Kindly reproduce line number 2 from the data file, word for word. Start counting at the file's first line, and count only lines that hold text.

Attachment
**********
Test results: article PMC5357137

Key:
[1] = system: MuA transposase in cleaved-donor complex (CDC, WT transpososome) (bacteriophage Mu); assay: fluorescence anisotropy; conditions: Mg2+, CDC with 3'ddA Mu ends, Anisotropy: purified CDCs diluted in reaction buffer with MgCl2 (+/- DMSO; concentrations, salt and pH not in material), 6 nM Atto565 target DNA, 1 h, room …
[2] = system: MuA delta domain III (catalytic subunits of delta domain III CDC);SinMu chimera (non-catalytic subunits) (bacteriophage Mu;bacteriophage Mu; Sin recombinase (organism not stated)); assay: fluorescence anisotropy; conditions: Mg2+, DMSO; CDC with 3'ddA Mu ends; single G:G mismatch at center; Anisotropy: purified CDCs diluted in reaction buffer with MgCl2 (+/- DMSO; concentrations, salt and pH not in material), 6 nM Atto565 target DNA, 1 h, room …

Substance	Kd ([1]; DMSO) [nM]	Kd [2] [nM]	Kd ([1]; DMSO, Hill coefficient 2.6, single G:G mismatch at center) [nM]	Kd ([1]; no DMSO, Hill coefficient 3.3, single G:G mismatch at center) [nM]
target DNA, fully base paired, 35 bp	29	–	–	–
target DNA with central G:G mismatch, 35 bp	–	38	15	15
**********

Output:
Key: